My Third Novel's Conclusion, My Heartbreak

My heart begins to break when I think about completing this particular book -- because this narrative has sustained me like no other story I've known. It's both more personal and more universal than my other works. But beyond memory and archetype, it's a cri-de-coeur about needing to become the person one is destined to be. And in the writing, I have met my own life's work, my own fated journey -- having the sense all the while that the pages are suffused with a resonance, an energy, an electrified field that defies explanation. Writers hope and pray to be overtaken by a work in this way -- to be conscripted into passionate service of a profound story. To experience it even once in a lifetime seems a great privilege. I still have perhaps six months before this novel is complete, and this constitutes my reprieve. Because I'm not ready for the beauty to end.

Wednesday, April 18, 2018

The Threshold

I've stood with others at the threshold between life and death.  I've helped people come into this world and I've held their hands while they've left it.  And I've had the unforgettable privilege of saving lives a few times -- when I was given the impossible grace to make a profound difference for another human being -- and all events, all gestures, breaths, seconds, conspired toward life.  So I know things I might never have learned if these experiences had not occurred.  I've stood in the doorway between worlds and the view has become unexpectedly clear.  The meaning of life is simple in the extreme, really -- and I understood it in an entirely new way when my father died two years ago.

My father was a world-renowned geophysicist -- not a mystic.  He loved facts, not intuition.  And like all great men, he embraced the difficult truth over the easy lie -- or any lie -- for all the years I knew him.  I placed tremendous stock in his integrity, his loyalty, his fundamental kindness -- and he never let me down.  So, I always knew my father would tell me the truth as best he knew it.

Two weeks before he died, my father told me he wanted to give me a gift -- something memorable, something important.  He was eighty-five years old and I handled all his finances, managed his home on Cape Cod, bought his clothes, arranged his doctors' visits, and supervised his daily care in assisted living.  Despite a lifetime of scientific achievements, age had stripped him of his world-class intellect, his prodigious physical strength, and his insistence on self-determination.  He was a man who had nothing left to give, I thought -- although his intent was laudable.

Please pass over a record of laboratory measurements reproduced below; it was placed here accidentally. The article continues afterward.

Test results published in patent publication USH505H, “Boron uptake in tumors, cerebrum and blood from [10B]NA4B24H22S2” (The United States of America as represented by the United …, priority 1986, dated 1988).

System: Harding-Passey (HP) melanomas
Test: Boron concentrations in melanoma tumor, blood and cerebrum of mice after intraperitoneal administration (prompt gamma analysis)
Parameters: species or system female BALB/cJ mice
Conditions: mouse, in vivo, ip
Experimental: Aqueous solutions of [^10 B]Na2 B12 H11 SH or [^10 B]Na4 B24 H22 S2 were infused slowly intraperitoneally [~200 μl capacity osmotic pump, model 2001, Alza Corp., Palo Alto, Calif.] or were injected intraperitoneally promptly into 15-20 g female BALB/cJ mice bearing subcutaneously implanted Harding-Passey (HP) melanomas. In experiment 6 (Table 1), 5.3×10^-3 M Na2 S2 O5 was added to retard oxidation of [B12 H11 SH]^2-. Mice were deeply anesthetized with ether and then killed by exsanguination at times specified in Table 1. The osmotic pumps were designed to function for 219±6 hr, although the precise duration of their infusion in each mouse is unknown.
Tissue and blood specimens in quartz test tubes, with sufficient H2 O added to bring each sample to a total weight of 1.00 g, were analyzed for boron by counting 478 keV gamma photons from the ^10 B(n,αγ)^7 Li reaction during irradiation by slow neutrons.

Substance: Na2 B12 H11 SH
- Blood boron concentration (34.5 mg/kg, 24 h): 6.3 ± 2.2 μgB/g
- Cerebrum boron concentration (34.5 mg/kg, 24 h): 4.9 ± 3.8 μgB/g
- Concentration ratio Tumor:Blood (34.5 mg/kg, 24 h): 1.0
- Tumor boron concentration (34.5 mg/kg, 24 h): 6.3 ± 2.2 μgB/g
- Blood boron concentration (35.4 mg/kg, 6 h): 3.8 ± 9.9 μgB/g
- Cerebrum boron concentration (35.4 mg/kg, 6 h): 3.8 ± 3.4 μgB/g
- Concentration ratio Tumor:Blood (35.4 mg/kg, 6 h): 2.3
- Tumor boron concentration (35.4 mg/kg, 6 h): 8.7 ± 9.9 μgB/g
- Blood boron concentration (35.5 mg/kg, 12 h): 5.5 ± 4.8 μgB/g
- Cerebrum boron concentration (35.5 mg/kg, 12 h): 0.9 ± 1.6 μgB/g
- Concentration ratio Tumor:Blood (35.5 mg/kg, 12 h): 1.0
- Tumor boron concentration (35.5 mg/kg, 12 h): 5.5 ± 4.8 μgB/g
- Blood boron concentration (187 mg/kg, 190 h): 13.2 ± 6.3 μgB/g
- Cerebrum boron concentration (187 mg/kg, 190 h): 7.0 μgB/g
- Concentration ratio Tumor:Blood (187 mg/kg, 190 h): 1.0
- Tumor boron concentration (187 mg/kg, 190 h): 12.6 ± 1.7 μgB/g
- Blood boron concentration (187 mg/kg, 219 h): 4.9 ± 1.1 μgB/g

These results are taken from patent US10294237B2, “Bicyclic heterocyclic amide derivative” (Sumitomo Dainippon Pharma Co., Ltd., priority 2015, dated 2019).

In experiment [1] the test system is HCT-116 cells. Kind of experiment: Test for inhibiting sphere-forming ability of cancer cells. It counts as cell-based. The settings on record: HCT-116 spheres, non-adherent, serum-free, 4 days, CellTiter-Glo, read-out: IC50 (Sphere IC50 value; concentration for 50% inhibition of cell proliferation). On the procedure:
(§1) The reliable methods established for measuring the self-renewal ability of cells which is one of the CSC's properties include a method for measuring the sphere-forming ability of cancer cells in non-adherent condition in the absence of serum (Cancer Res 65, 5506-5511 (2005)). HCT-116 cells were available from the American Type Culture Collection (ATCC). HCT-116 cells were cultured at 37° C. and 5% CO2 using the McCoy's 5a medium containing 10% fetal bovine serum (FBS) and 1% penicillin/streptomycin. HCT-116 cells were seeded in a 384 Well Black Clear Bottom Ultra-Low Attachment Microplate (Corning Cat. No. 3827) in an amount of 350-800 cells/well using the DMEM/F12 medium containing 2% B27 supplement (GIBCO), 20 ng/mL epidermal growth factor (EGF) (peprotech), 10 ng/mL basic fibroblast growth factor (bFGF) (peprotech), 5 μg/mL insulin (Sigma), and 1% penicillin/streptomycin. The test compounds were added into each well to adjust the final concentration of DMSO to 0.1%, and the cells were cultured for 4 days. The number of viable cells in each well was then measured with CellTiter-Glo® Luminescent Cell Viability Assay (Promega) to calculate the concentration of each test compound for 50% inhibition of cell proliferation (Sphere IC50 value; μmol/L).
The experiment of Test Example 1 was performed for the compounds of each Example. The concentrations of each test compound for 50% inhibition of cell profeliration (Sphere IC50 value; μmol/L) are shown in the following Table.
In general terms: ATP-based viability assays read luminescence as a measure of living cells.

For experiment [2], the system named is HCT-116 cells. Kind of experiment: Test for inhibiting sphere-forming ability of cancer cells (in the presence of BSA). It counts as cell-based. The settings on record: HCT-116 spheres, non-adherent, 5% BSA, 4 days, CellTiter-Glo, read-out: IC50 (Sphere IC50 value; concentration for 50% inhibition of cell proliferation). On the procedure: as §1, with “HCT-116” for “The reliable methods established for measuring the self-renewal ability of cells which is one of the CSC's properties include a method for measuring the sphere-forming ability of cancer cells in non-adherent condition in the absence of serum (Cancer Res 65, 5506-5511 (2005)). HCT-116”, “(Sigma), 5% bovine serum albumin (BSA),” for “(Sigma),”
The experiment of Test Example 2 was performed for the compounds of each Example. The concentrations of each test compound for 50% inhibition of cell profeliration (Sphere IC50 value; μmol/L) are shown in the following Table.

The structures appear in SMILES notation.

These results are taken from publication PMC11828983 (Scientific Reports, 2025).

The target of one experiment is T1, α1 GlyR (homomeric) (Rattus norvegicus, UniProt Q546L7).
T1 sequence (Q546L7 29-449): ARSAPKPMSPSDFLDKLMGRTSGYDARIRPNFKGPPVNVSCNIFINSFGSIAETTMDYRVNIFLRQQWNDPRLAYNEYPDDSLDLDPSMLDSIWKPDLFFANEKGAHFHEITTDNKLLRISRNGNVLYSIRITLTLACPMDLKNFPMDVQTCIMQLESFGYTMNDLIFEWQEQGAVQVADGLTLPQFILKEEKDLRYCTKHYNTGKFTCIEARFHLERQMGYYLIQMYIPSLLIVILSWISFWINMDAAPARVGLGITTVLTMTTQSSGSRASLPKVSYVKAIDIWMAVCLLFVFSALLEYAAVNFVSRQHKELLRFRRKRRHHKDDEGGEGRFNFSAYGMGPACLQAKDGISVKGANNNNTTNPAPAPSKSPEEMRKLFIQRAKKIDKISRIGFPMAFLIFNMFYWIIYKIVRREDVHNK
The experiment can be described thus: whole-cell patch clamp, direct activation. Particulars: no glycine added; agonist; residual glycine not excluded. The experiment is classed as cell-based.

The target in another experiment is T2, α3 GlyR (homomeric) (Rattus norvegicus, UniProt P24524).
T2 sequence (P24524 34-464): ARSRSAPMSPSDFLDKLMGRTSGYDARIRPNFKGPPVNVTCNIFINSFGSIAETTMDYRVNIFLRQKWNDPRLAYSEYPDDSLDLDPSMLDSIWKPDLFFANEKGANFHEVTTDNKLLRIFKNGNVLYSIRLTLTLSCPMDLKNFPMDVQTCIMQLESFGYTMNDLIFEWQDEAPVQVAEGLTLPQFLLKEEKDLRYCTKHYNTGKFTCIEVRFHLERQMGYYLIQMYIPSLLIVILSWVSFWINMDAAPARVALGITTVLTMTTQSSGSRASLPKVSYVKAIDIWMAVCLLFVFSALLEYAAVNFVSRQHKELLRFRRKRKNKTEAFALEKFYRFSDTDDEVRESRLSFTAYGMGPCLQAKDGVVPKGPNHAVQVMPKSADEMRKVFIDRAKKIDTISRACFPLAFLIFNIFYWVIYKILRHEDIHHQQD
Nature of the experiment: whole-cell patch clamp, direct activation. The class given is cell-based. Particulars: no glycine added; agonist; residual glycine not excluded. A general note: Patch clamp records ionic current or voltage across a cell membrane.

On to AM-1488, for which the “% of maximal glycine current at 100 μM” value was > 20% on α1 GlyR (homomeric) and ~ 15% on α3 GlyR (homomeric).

But I was wrong -- entirely, naively, magnificently wrong.  Because, as my father lay dying -- while I held his hand -- something happened to me that constitutes the greatest gift I've ever received.  I will try to describe to you the course of events, although words seem unworthy of them.

First, my father became clear-minded -- entirely lucid -- something he hadn't mustered in the several years since a catastrophic fall.  Suddenly he possessed perfect awareness, crystalline erudition.  He told me he was going to be "passing over" at 4 a.m. (and he did, at 4:03 a.m. to be exact) and he told me, with a sort of Jacques-Cousteau excitement, that he was going to be living and learning on a higher level now -- that I wasn't to worry about him, because the place he was going was "extraordinary" -- by far the most beautiful destination he had ever seen, and he had traveled the world many times over.

Then, while I held him, an impossible transformation occurred within his small apartment.  Everything that possessed material substance -- the chairs, the tables, the couches, the paintings -- these all seemed to disappear in a grand metaphysical magic trick.  He and I could no longer see the walls or the ceiling or the bed or the lamps.  We could only see that which was rushing in to take the place of everything we had known --a love so profound it crowded into the room like a weather from another world -- a momentous vortex-- electrically charged -- a living force.

In filmmaking terms, it was like experiencing a reverse zoom, in which some objects are traveling toward you and others are traveling away from you simultaneously.  And the love that filled the room became a palpable current, flowing as forcefully as an ocean wave, all encompassing -- overtaking all things known, visible, earthly.

A family member who stood close by said it looked as if we two had disappeared inside a white fog for a moment.  He said he kept rubbing his eyes, trying to clear them of the blurry space where we had been.

This unexplained "weather," whatever it was, contained within it the great secret to living well -- understanding life's illusion even while we're living within it.  Everything that looks permanent is in fact transitory -- while the love we manifest for one another, which may feel transient, is in fact permanent.  "That which is essential is invisible to the eye," as Antoine de Saint-Exupery said.

Because at the end of life, love is not an important thing. It's not the main thing.  It's the only thing.  We get to experience this euphoric, all-powerful force not just by being surrounded by it -- but by becoming it.  We're still our individual selves, but our connection to everyone else we encounter becomes abundantly clear.  We're all "related" in an elemental way.  We're all members of the same magnificent family.  No one person can be harmed without causing pain to ourselves.  No one person can be helped without our manifesting our own joy.

I walked my father to the edge of the world -- and that's the gift he shared with me as he left it.

Now, when I wake up in the morning, I can feel that electrical charge humming through me still.  It hasn't left -- in fact, it grows in force from one day to the next.  It's the reason why people are drawn to me, I think.  Because I can't help but share a small part of this feeling with them -- the abundance of it -- the wonder -- the pure unmitigated force of life.